LA Swift stops at towns, and the federal money supporting it over the last five years has come mainly from FTA’s Section 5311 Formula Grants for Rural Areas. Section 5311 provides capital, planning and operating assistance to states for public transit in rural areas. In addition to FTA’s rural grant, funds from the American Recovery and Reinvestment Act or ARRA, passed by Congress in 2009, have also been used for LA Swift.
In April, Ride New Orleans, AARP Louisiana and the Center for Planning Excellence surveyed more than 300 LA Swift riders. They found that 81 percent were African American, 70 percent ride LA Swift daily or weekly, 74 percent are from families with incomes below $40,000 and 32 percent don’t have access to a car.
Among those surveyed, 51 percent take the bus to work, 44 percent ride it to see family and friends and 14 percent use it to access health care. Though not mentioned in the survey results, students take the bus to and from college. Some 53 percent of riders surveyed were willing to pay more than the current fare.
A 2011 survey by Calco Hotard found social and leisure trips, including visits to family and friends, had grown since 2009, and ridership was younger than two years earlier.
For this article, I’d planned to talk to some LA Swift riders Thursday at the stop in front of Union Passenger Terminal in New Orleans. But it rained so that idea was jettisoned. I’ll relay my experience taking LA Swift to Baton Rouge and back last September just after Hurricane Isaac. Boarding at Union terminal that morning, passengers slid $5 bills through the fare box on the bus, which was already fairly full with riders who started at Elks Place. Our driver traveled up I-10 in white-knuckle traffic, stopping at LaPlace where debris from Isaac was piled high. Several people got on and off, and we continued to Sorrento and Gonzales, dropping off and picking up passengers. We stopped at Highland Rd. and I-10 in Baton Rouge before ending at the Capital Area Transit Systems or CATS terminal on time. The trip took an hour and a half. I caught a CATS bus to my appointment. So far, so good.
When I returned to the CATS station at the evening rush, dozens of commuters boarded LA Swift to New Orleans, and others got on at a nearby stop in town. The bus was full leaving Baton Rouge, mostly with commuters and students. Traffic on I-10 was bumper to bumper, the highway was being widened and heavy equipment lined the roadbed. Our bus was sideswiped by a truck, dislodging the driver’s rear-view mirror. He stopped, called headquarters and then jerry-rigged the mirror. We continued to Gonzales, Sorrento and LaPlace, where passengers got off and on. Commuters and students chatted, worked or napped. People watched sports on the bus’ TVs, and we reached Elks Place in New Orleans on time. Hotard’s drivers in both directions were safety conscious and courteous, and the buses were comfortable. And traveling as a group helped keep vehicles off I-10, saved fuel and reduced emissions.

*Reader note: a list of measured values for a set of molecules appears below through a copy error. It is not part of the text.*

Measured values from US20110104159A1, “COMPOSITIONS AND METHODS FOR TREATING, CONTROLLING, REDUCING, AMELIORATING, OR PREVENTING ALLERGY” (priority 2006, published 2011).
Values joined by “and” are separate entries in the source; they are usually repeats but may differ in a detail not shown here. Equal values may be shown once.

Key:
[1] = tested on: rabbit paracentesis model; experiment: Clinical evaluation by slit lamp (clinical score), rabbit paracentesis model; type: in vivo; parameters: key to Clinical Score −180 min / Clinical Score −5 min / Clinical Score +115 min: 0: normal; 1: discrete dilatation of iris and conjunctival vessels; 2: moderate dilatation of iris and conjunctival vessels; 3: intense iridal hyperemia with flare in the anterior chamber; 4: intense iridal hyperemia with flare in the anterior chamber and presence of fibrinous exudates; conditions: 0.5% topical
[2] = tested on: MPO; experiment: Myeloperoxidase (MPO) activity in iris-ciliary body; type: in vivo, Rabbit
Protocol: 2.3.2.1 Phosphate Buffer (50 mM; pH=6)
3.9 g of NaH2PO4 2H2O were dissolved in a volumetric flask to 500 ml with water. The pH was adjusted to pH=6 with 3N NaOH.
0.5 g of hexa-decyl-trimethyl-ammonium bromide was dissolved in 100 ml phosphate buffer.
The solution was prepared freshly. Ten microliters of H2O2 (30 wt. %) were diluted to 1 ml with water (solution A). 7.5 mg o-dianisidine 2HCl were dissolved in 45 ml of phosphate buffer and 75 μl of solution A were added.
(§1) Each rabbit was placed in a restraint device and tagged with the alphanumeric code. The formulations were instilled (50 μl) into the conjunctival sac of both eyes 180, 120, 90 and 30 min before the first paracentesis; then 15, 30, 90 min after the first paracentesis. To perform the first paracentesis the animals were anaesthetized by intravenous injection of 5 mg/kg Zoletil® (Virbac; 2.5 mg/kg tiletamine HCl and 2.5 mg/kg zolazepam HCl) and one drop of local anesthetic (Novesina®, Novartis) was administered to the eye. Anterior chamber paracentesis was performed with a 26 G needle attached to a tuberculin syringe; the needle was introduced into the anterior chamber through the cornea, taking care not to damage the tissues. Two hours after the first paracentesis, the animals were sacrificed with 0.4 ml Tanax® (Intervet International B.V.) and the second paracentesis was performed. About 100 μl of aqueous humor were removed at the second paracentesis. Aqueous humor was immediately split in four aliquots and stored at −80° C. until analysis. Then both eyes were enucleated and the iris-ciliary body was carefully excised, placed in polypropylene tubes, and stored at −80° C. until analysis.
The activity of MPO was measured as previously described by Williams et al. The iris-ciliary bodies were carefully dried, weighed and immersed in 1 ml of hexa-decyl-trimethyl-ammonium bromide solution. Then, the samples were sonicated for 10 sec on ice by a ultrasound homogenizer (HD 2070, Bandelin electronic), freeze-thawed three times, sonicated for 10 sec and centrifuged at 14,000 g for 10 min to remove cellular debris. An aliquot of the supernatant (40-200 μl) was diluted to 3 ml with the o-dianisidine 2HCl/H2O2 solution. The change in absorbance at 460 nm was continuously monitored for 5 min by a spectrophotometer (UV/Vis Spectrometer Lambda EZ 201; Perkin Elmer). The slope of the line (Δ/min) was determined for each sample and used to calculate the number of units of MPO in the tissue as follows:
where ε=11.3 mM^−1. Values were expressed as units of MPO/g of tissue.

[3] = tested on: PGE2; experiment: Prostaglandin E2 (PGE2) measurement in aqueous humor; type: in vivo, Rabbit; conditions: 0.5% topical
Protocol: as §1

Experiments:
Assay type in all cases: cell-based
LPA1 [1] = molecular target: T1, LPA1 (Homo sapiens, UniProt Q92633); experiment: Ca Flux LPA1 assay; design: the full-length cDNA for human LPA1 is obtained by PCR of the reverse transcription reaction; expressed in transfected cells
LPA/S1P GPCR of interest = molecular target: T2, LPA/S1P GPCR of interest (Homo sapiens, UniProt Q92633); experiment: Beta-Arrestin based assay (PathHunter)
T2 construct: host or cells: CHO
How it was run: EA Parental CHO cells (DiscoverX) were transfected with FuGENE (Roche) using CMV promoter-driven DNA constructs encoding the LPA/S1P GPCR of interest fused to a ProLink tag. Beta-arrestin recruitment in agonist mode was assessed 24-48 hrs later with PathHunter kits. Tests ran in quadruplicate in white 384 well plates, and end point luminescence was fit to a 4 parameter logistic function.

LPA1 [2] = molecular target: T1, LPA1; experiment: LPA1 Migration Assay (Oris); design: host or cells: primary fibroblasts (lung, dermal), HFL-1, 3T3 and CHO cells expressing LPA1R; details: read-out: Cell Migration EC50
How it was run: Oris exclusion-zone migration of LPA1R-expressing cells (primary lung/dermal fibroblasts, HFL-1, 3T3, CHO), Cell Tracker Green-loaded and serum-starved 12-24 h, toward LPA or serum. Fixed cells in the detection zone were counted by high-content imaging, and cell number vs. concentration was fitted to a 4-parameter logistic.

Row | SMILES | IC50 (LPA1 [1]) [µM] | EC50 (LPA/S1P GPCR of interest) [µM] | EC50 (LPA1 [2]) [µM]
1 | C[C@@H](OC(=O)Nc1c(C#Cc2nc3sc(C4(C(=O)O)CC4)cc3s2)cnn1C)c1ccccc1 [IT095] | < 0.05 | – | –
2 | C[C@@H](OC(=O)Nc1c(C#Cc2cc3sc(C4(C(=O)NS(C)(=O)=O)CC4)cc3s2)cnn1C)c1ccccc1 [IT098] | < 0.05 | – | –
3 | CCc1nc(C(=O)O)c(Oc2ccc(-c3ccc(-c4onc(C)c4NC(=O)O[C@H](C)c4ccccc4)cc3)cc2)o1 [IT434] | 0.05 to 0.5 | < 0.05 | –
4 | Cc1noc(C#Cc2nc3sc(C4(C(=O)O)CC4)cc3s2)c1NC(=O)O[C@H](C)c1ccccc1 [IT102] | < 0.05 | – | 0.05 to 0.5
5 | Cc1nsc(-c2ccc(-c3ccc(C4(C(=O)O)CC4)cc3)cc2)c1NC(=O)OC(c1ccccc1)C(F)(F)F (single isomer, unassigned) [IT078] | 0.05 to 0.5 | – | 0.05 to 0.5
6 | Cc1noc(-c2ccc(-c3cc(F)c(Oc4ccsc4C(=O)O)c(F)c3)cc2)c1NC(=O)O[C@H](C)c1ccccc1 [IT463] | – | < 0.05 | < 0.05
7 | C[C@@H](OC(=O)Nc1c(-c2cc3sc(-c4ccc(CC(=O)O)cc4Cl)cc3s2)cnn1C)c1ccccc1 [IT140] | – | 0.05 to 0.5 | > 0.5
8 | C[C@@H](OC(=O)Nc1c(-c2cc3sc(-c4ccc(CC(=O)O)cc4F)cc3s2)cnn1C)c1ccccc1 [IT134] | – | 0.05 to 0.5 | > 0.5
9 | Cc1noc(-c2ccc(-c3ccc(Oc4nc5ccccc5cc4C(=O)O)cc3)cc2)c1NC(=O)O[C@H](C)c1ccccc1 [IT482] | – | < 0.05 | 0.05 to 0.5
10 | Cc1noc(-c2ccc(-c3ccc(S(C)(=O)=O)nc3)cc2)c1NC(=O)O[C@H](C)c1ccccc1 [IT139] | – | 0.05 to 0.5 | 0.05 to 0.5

This spring, an Action Alert from Ride New Orleans said it would take between $500,000 and $750,000 for LA Swift to continue. Riders were urged to contact City Council members, their parish president, mayor’s office and the New Orleans and Capital Area Regional Planning Commissions. LA Swift rider Melissa York, who commutes from Highland Rd. and I-10 in Baton Rouge to New Orleans daily, started an online petition this spring to save the service. To sign the petition, visit http://rideneworleans.org.
At the New Orleans Regional Transit Authority, spokeswoman Patrice Bell Mercadel said Thursday she was hearing about LA Swift’s one-month extension for the first time. “We are not involved in it,” she said. Under a partnership, Illinois-based Veolia Transportation manages RTA’s day-to-day operations.
Heiligman said Greyhound’s daily schedule between New Orleans and Baton Rouge doesn’t work for most commuters, its buses make fewer stops than LA Swift and its fares are much higher. Last week, inquiries to Greyhound headquarters about reports that it might lower some of its fares if LA Swift were terminated were not answered.
Knapp of BRAC last week said if only part of the $750,000 in needed matching funds for LA Swift is raised, it might be possible to shrink service or reduce costs in other ways to keep the line.
This article originally published in the June 24, 2013 print edition of The Louisiana Weekly newspaper.